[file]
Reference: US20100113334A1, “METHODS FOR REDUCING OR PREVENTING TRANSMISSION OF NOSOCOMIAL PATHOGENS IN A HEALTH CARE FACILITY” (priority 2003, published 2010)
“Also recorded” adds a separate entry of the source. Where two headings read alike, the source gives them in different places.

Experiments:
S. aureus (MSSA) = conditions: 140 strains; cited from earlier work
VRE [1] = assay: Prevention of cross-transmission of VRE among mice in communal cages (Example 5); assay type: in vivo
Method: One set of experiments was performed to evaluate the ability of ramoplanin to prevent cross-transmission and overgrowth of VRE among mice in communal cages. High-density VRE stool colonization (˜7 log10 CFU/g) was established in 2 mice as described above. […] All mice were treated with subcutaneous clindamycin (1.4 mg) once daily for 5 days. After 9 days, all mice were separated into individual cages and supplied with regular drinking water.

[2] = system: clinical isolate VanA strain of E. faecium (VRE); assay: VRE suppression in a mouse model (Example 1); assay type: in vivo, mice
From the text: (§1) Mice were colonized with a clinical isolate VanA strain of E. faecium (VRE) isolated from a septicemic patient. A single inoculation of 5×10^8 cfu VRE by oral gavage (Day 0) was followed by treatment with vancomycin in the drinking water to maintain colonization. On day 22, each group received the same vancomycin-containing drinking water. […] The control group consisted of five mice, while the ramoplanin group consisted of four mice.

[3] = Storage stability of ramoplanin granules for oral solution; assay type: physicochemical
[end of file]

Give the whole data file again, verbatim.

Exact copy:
Reference: US20100113334A1, “METHODS FOR REDUCING OR PREVENTING TRANSMISSION OF NOSOCOMIAL PATHOGENS IN A HEALTH CARE FACILITY” (priority 2003, published 2010)
“Also recorded” adds a separate entry of the source. Where two headings read alike, the source gives them in different places.

Experiments:
S. aureus (MSSA) = conditions: 140 strains; cited from earlier work
VRE [1] = assay: Prevention of cross-transmission of VRE among mice in communal cages (Example 5); assay type: in vivo
Method: One set of experiments was performed to evaluate the ability of ramoplanin to prevent cross-transmission and overgrowth of VRE among mice in communal cages. High-density VRE stool colonization (˜7 log10 CFU/g) was established in 2 mice as described above. […] All mice were treated with subcutaneous clindamycin (1.4 mg) once daily for 5 days. After 9 days, all mice were separated into individual cages and supplied with regular drinking water.

[2] = system: clinical isolate VanA strain of E. faecium (VRE); assay: VRE suppression in a mouse model (Example 1); assay type: in vivo, mice
From the text: (§1) Mice were colonized with a clinical isolate VanA strain of E. faecium (VRE) isolated from a septicemic patient. A single inoculation of 5×10^8 cfu VRE by oral gavage (Day 0) was followed by treatment with vancomycin in the drinking water to maintain colonization. On day 22, each group received the same vancomycin-containing drinking water. […] The control group consisted of five mice, while the ramoplanin group consisted of four mice.

[3] = Storage stability of ramoplanin granules for oral solution; assay type: physicochemical